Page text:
The pandemic forced Brits to spend more time at home, which encouraged many to adopt an animal friend – but was their house ready for a four-legged resident? According to recent data, 62 per cent of UK households have Homes with Pets, whether a cat or a dog. Having pets requires the space to be safe and can also cause a mess quickly and easily if the environment isn’t pet-friendly.
Upholstery and furniture
Whether your furry friends spend a lot of time in the human seats or just walk around the house, some fabrics are definitely to be avoided. Velvet is a magnet for fur – so any velvet sofas or curtains would need regular cleaning. Mohair, corduroy, velour and chenille are also to be avoided, and so are delicate materials like silk as they can get easily damaged.
For durable furniture and upholstery, it’s best to invest in high quality synthetic tapestries or smooth leather which is sure to withstand the test of the claws.
Natural materials such as wicker and wood are also a risk as a young puppy may see those legs as its new chewy toy, so if buying new furniture, always go for metal accessories, like the so-trendy right now hairpin legs.
Pets tend to get into places us humans would never fit in – so make sure blinds are cordless or the cords are consolidated to avoid any tangling or nasty accidents.
Although not a completely pet-proof window treatment, plantation shutters have no cords, so risks are minimised. The silent tilt option from Shuttercraft, with no visible tilt rod, provides your pet with even less to catch or play with, while still letting you control the light. If you’ve discovered the hard way that your dog destroys blinds, then shutters could be the window covering for you.
Seen as natural wood’s more affordable cousin, MDF is a real winner when it comes to pet friendly shutters. Medium Density Fibreboard or MDF is more durable than natural wood – so perfect for homes with pets who like to scratch things. And it has an environmental bonus – as it’s often crafted from recycled wood.
Hard floors are always the winner over carpet – not just for the training period, but also for those rainy days and muddy walks. Again, natural wood is not the best choice – as it can scratch easily and also stains very quickly. Laminate flooring or stone or ceramic tiles are best for pet homes, but if you must have natural wood, opt for harder materials like oak.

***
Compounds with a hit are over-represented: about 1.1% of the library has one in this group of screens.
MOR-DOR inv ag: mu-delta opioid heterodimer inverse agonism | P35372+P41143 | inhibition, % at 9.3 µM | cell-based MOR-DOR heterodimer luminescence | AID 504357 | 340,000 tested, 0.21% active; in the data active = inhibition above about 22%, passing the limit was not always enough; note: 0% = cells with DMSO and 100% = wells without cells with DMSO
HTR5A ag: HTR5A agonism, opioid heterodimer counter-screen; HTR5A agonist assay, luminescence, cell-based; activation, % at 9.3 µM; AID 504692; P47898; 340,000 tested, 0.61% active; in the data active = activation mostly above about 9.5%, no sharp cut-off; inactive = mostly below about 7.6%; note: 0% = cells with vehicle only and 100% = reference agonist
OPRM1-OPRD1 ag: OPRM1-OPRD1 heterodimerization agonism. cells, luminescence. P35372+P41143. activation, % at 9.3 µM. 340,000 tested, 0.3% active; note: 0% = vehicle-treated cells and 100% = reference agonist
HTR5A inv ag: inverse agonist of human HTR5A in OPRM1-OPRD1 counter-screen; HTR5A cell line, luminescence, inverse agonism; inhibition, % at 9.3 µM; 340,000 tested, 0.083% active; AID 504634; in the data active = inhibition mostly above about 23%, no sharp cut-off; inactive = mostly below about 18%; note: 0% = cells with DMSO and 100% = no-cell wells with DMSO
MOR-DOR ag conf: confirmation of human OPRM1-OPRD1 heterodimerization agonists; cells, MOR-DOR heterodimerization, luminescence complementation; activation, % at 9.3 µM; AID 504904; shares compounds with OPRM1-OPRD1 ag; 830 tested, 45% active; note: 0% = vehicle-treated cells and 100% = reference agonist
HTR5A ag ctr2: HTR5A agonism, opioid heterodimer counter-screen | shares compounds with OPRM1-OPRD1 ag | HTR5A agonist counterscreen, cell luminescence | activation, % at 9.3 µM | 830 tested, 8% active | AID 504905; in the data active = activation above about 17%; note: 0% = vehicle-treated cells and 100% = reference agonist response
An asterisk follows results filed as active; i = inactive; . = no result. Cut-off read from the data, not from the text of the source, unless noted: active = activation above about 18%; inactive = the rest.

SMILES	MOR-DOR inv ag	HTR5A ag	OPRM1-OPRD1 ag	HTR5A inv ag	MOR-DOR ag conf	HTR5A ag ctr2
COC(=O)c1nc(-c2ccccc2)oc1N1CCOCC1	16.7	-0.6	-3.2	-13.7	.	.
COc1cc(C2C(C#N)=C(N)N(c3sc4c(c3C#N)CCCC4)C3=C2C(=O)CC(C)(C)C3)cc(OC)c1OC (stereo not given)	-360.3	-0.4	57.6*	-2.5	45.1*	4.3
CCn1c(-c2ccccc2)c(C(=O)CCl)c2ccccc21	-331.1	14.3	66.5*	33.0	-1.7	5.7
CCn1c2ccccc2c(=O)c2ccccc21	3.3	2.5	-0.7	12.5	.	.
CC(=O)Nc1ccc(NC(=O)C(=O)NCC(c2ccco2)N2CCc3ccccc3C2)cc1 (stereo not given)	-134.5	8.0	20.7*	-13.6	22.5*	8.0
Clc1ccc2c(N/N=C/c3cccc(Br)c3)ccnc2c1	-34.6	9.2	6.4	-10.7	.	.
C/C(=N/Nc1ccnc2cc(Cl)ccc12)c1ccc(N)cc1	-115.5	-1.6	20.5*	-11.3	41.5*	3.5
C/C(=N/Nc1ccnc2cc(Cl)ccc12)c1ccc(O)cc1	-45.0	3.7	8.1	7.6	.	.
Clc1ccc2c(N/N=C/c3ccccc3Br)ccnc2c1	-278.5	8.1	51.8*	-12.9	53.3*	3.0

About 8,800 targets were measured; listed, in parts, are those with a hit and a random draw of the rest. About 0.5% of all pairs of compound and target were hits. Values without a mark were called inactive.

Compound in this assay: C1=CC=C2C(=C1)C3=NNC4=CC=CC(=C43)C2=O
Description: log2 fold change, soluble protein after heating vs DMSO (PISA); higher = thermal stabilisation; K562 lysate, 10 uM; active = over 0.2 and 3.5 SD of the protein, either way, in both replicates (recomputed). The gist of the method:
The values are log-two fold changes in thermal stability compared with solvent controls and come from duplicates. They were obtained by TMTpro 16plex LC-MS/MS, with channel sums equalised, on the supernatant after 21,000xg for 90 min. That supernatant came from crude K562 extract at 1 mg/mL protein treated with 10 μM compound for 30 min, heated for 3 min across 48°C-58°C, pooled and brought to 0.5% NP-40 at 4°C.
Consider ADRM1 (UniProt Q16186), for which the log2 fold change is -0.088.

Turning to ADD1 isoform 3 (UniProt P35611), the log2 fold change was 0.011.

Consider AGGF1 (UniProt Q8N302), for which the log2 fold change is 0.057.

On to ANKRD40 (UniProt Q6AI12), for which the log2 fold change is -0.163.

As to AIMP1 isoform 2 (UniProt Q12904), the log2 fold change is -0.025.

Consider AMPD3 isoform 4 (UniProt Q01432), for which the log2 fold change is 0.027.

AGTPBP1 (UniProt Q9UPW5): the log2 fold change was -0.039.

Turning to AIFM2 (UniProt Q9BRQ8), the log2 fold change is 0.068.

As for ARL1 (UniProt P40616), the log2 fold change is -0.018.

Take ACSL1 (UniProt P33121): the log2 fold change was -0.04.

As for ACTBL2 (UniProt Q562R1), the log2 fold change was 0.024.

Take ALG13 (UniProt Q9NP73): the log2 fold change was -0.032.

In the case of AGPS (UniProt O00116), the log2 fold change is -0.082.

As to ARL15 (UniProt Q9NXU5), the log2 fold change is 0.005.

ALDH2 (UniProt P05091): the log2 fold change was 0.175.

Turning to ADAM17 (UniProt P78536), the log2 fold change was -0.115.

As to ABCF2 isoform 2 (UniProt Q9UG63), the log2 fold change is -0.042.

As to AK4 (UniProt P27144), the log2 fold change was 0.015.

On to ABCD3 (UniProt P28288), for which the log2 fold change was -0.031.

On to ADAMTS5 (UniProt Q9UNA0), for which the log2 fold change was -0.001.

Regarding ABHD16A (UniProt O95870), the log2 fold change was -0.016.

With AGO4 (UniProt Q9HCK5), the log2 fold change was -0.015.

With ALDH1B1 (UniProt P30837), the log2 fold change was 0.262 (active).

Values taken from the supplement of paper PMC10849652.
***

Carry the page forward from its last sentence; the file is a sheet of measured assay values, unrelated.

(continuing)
When planning paint jobs, always go for durable paint – also works wonders for homes with young children. Most paint brands offer durable wipeable paint ranges, especially suitable for high traffic areas like the entrance to the home. That way you won’t have to worry about cleaning the dogs before they set paws through the door.
Separations where needed
As much as we love our pets, there are some areas where we don’t want them to go. Create separations between floors to restrict access or install cat flaps if you want to let them run free. If any cords are out in the open, make sure they’re consolidated and ideally hidden – to avoid damage and risk of tangles in the cords.
Many Homes with Pets owners get creative with their home design and create a special treat or play area. It’s super easy to make with the right pet furniture – or by putting some wood and hardware accessories together. Train your pet with treats to encourage it to go to the special area at a designated time – like a bedtime routine.
Shuttercraft is one of the UK’s largest shutter companies, expertly installing premium, made-to-measure shutters that transform homes up and down the country through a network of 38 branches. Customers will always deal with a local Shuttercraft expert, not a sales rep from a National chain.